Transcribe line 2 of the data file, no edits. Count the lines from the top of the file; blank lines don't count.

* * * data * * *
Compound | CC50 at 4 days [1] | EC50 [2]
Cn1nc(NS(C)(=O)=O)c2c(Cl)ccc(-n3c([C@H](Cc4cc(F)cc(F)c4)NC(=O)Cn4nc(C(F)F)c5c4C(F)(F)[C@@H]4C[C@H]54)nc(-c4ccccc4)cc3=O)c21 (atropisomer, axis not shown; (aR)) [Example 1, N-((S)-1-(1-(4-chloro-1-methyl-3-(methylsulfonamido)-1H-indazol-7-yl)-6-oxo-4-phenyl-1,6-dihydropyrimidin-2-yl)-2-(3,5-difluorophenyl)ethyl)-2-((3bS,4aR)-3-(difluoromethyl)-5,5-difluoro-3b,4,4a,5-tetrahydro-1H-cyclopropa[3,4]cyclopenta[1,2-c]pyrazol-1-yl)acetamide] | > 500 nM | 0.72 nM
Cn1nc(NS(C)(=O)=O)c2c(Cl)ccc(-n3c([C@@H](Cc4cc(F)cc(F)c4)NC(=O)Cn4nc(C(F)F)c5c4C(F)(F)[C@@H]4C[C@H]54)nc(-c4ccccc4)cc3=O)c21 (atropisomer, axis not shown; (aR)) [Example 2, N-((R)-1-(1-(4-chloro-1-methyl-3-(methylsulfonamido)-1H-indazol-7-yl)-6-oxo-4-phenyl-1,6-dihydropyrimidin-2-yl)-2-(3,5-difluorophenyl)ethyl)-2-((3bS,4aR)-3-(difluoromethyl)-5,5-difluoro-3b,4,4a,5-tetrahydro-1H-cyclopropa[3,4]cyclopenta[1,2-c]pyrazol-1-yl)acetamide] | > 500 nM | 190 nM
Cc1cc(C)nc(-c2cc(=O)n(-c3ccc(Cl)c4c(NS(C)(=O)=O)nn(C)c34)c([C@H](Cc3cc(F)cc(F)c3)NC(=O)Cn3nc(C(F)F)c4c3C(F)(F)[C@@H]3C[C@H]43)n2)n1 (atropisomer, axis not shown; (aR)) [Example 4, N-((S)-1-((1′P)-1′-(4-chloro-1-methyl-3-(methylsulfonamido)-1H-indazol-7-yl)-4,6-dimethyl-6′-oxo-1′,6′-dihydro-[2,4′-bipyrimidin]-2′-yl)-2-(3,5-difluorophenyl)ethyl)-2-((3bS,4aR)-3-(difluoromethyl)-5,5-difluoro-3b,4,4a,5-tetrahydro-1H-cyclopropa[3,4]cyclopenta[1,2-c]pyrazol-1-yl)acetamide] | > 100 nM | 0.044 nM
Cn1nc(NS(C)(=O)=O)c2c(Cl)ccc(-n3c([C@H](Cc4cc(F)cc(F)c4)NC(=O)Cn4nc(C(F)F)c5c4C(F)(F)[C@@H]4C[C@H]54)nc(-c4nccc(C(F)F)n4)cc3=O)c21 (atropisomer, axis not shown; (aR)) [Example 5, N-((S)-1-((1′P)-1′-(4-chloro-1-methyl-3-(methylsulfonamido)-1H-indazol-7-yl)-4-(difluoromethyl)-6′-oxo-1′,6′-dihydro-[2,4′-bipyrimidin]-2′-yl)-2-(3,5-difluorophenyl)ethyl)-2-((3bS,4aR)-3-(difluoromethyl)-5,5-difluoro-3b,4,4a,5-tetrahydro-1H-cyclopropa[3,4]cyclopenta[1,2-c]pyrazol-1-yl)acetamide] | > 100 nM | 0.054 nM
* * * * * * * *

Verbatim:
Cn1nc(NS(C)(=O)=O)c2c(Cl)ccc(-n3c([C@H](Cc4cc(F)cc(F)c4)NC(=O)Cn4nc(C(F)F)c5c4C(F)(F)[C@@H]4C[C@H]54)nc(-c4ccccc4)cc3=O)c21 (atropisomer, axis not shown; (aR)) [Example 1, N-((S)-1-(1-(4-chloro-1-methyl-3-(methylsulfonamido)-1H-indazol-7-yl)-6-oxo-4-phenyl-1,6-dihydropyrimidin-2-yl)-2-(3,5-difluorophenyl)ethyl)-2-((3bS,4aR)-3-(difluoromethyl)-5,5-difluoro-3b,4,4a,5-tetrahydro-1H-cyclopropa[3,4]cyclopenta[1,2-c]pyrazol-1-yl)acetamide] | > 500 nM | 0.72 nM